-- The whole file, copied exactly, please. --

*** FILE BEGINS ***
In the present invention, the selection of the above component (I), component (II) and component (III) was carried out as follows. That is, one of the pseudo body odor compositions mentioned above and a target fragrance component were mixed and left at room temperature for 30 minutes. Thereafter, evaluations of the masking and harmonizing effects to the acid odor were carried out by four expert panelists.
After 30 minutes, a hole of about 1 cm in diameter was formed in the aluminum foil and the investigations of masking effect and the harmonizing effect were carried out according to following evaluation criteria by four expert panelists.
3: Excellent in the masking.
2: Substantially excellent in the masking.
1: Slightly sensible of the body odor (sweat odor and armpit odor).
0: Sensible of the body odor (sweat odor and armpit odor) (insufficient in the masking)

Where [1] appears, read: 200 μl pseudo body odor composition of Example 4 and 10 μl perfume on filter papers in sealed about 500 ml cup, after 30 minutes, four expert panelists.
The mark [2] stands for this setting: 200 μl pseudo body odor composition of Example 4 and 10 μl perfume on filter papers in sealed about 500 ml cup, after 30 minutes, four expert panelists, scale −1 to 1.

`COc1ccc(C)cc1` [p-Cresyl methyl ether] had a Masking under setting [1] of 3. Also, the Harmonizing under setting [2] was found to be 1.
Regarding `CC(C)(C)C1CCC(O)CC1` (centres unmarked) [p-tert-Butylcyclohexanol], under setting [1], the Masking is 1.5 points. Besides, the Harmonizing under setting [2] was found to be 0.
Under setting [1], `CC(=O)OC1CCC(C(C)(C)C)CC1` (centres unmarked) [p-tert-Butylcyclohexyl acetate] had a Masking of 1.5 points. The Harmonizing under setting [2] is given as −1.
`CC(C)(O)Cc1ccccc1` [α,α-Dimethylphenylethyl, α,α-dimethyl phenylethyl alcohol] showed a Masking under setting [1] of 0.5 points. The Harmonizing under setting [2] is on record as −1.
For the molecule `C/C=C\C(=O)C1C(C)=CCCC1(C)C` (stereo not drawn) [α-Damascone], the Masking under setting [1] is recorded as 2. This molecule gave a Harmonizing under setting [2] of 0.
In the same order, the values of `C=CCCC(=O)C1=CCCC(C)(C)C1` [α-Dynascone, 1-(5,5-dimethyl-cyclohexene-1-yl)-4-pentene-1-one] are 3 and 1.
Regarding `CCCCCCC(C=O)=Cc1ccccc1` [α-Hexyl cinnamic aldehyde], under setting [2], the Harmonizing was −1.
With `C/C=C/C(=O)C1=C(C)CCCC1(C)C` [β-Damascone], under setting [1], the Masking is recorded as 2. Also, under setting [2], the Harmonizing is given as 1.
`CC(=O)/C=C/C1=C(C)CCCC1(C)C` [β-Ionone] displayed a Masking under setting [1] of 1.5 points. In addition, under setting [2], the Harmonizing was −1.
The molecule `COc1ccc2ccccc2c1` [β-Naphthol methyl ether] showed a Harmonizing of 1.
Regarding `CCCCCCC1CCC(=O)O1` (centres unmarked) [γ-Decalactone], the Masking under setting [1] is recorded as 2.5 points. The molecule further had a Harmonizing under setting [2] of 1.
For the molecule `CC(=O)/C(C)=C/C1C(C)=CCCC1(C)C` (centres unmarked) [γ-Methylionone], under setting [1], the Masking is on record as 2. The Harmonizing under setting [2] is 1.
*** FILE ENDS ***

In the present invention, the selection of the above component (I), component (II) and component (III) was carried out as follows. That is, one of the pseudo body odor compositions mentioned above and a target fragrance component were mixed and left at room temperature for 30 minutes. Thereafter, evaluations of the masking and harmonizing effects to the acid odor were carried out by four expert panelists.
After 30 minutes, a hole of about 1 cm in diameter was formed in the aluminum foil and the investigations of masking effect and the harmonizing effect were carried out according to following evaluation criteria by four expert panelists.
3: Excellent in the masking.
2: Substantially excellent in the masking.
1: Slightly sensible of the body odor (sweat odor and armpit odor).
0: Sensible of the body odor (sweat odor and armpit odor) (insufficient in the masking)

Where [1] appears, read: 200 μl pseudo body odor composition of Example 4 and 10 μl perfume on filter papers in sealed about 500 ml cup, after 30 minutes, four expert panelists.
The mark [2] stands for this setting: 200 μl pseudo body odor composition of Example 4 and 10 μl perfume on filter papers in sealed about 500 ml cup, after 30 minutes, four expert panelists, scale −1 to 1.

`COc1ccc(C)cc1` [p-Cresyl methyl ether] had a Masking under setting [1] of 3. Also, the Harmonizing under setting [2] was found to be 1.
Regarding `CC(C)(C)C1CCC(O)CC1` (centres unmarked) [p-tert-Butylcyclohexanol], under setting [1], the Masking is 1.5 points. Besides, the Harmonizing under setting [2] was found to be 0.
Under setting [1], `CC(=O)OC1CCC(C(C)(C)C)CC1` (centres unmarked) [p-tert-Butylcyclohexyl acetate] had a Masking of 1.5 points. The Harmonizing under setting [2] is given as −1.
`CC(C)(O)Cc1ccccc1` [α,α-Dimethylphenylethyl, α,α-dimethyl phenylethyl alcohol] showed a Masking under setting [1] of 0.5 points. The Harmonizing under setting [2] is on record as −1.
For the molecule `C/C=C\C(=O)C1C(C)=CCCC1(C)C` (stereo not drawn) [α-Damascone], the Masking under setting [1] is recorded as 2. This molecule gave a Harmonizing under setting [2] of 0.
In the same order, the values of `C=CCCC(=O)C1=CCCC(C)(C)C1` [α-Dynascone, 1-(5,5-dimethyl-cyclohexene-1-yl)-4-pentene-1-one] are 3 and 1.
Regarding `CCCCCCC(C=O)=Cc1ccccc1` [α-Hexyl cinnamic aldehyde], under setting [2], the Harmonizing was −1.
With `C/C=C/C(=O)C1=C(C)CCCC1(C)C` [β-Damascone], under setting [1], the Masking is recorded as 2. Also, under setting [2], the Harmonizing is given as 1.
`CC(=O)/C=C/C1=C(C)CCCC1(C)C` [β-Ionone] displayed a Masking under setting [1] of 1.5 points. In addition, under setting [2], the Harmonizing was −1.
The molecule `COc1ccc2ccccc2c1` [β-Naphthol methyl ether] showed a Harmonizing of 1.
Regarding `CCCCCCC1CCC(=O)O1` (centres unmarked) [γ-Decalactone], the Masking under setting [1] is recorded as 2.5 points. The molecule further had a Harmonizing under setting [2] of 1.
For the molecule `CC(=O)/C(C)=C/C1C(C)=CCCC1(C)C` (centres unmarked) [γ-Methylionone], under setting [1], the Masking is on record as 2. The Harmonizing under setting [2] is 1.